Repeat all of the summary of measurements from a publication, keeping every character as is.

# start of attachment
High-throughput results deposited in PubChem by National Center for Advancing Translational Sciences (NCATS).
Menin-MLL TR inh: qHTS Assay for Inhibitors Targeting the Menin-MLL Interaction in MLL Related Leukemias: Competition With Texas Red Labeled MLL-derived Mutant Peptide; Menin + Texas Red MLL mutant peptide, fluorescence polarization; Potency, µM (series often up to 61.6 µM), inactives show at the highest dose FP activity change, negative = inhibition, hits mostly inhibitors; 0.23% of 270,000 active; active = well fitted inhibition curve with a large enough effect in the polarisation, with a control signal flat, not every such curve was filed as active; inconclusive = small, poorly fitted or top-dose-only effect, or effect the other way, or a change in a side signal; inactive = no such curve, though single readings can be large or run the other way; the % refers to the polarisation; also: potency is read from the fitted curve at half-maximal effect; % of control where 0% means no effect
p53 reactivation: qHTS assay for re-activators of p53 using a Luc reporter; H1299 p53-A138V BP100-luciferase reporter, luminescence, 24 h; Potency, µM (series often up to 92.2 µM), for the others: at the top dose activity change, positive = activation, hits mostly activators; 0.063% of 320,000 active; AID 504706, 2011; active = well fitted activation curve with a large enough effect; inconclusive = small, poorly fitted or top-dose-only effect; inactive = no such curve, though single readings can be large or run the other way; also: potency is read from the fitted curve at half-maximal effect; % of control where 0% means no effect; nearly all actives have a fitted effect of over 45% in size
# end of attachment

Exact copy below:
High-throughput results deposited in PubChem by National Center for Advancing Translational Sciences (NCATS).
Menin-MLL TR inh: qHTS Assay for Inhibitors Targeting the Menin-MLL Interaction in MLL Related Leukemias: Competition With Texas Red Labeled MLL-derived Mutant Peptide; Menin + Texas Red MLL mutant peptide, fluorescence polarization; Potency, µM (series often up to 61.6 µM), inactives show at the highest dose FP activity change, negative = inhibition, hits mostly inhibitors; 0.23% of 270,000 active; active = well fitted inhibition curve with a large enough effect in the polarisation, with a control signal flat, not every such curve was filed as active; inconclusive = small, poorly fitted or top-dose-only effect, or effect the other way, or a change in a side signal; inactive = no such curve, though single readings can be large or run the other way; the % refers to the polarisation; also: potency is read from the fitted curve at half-maximal effect; % of control where 0% means no effect
p53 reactivation: qHTS assay for re-activators of p53 using a Luc reporter; H1299 p53-A138V BP100-luciferase reporter, luminescence, 24 h; Potency, µM (series often up to 92.2 µM), for the others: at the top dose activity change, positive = activation, hits mostly activators; 0.063% of 320,000 active; AID 504706, 2011; active = well fitted activation curve with a large enough effect; inconclusive = small, poorly fitted or top-dose-only effect; inactive = no such curve, though single readings can be large or run the other way; also: potency is read from the fitted curve at half-maximal effect; % of control where 0% means no effect; nearly all actives have a fitted effect of over 45% in size